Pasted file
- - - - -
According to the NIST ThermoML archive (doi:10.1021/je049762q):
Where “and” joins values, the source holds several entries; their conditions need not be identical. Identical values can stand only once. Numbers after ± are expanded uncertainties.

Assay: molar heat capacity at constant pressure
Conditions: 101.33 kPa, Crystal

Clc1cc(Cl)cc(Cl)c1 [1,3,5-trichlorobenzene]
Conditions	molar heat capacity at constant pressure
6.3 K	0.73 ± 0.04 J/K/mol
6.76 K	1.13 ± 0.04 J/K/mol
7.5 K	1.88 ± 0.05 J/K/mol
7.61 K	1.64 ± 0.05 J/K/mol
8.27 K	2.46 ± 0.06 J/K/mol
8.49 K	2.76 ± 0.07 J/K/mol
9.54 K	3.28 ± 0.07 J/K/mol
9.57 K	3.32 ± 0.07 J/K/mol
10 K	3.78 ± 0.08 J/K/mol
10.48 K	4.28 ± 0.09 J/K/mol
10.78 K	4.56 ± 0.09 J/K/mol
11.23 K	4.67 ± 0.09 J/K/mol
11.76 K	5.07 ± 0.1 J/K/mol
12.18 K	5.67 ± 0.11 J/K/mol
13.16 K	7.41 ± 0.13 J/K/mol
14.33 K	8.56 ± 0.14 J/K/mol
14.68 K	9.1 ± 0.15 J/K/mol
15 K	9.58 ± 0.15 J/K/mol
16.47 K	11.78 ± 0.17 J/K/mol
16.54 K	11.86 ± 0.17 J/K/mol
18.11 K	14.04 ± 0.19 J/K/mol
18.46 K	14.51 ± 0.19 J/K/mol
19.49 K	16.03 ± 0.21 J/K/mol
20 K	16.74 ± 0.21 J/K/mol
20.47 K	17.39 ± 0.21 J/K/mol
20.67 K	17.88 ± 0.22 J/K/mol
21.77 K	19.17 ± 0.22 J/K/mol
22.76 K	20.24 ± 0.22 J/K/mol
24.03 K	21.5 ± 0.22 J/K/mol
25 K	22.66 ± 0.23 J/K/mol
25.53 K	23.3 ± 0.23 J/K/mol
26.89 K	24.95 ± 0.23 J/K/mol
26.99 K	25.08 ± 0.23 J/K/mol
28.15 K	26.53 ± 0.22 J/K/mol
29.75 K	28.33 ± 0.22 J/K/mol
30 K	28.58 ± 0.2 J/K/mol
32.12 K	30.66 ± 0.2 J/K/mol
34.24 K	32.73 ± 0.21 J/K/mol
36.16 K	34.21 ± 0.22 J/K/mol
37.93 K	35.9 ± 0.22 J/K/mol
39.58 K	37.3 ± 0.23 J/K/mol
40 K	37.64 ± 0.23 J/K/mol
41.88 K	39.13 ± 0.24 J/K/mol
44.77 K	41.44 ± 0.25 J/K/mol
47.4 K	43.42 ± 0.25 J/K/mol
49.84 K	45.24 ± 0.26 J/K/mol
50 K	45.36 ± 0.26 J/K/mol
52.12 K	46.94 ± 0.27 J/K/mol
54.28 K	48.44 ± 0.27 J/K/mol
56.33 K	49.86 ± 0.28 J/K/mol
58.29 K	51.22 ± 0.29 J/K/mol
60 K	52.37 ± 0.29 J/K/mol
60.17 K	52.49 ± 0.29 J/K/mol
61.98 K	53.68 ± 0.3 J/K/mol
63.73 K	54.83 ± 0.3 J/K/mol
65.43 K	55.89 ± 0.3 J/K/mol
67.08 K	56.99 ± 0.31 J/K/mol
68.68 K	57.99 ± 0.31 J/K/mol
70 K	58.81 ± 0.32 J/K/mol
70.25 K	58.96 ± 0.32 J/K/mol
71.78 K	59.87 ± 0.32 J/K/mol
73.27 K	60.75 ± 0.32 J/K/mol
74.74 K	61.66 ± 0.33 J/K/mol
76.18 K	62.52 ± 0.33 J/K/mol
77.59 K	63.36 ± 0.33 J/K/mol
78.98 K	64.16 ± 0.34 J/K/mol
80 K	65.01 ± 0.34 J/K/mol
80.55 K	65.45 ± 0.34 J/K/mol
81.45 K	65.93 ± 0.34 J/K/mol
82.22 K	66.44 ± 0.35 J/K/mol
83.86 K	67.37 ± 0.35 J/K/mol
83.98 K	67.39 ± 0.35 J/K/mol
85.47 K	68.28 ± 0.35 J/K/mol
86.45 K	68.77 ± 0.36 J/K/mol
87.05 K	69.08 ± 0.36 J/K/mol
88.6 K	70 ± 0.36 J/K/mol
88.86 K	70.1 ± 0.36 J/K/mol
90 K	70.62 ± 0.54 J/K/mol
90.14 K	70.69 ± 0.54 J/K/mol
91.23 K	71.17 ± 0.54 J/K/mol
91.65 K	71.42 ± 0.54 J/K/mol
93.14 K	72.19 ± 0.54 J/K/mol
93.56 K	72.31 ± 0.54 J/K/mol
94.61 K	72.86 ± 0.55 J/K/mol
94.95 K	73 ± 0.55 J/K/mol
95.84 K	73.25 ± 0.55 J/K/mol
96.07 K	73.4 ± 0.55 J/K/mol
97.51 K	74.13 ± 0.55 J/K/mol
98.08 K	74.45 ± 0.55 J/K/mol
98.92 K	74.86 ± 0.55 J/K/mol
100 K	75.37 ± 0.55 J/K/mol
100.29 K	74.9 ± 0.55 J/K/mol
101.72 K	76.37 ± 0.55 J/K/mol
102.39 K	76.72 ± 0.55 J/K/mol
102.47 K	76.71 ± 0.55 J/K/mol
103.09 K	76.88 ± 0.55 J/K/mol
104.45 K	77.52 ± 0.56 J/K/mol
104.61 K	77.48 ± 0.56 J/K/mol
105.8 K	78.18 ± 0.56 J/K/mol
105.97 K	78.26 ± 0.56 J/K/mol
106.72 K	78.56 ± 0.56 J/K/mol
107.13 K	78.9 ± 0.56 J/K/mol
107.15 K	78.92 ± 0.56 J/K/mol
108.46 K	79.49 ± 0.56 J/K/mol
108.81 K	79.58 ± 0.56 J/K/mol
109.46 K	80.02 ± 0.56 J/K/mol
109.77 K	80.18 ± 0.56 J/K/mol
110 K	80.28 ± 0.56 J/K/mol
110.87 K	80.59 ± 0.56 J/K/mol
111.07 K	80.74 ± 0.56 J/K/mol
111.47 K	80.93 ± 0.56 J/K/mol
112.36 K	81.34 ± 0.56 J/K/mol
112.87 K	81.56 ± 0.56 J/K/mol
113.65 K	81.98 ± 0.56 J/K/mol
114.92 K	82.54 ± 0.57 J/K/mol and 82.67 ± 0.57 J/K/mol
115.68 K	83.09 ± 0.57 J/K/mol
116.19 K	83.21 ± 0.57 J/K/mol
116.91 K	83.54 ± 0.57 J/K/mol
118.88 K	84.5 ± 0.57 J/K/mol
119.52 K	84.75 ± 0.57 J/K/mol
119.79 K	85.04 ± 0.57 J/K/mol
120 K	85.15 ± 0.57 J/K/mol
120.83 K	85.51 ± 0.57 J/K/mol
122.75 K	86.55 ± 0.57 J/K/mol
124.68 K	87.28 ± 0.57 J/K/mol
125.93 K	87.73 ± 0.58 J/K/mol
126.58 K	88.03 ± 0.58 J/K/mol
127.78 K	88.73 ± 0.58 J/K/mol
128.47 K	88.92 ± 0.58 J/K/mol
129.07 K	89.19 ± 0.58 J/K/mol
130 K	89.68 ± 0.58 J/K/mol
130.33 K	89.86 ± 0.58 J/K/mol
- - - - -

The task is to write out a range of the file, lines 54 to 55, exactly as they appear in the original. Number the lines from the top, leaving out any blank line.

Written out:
52.12 K	46.94 ± 0.27 J/K/mol
54.28 K	48.44 ± 0.27 J/K/mol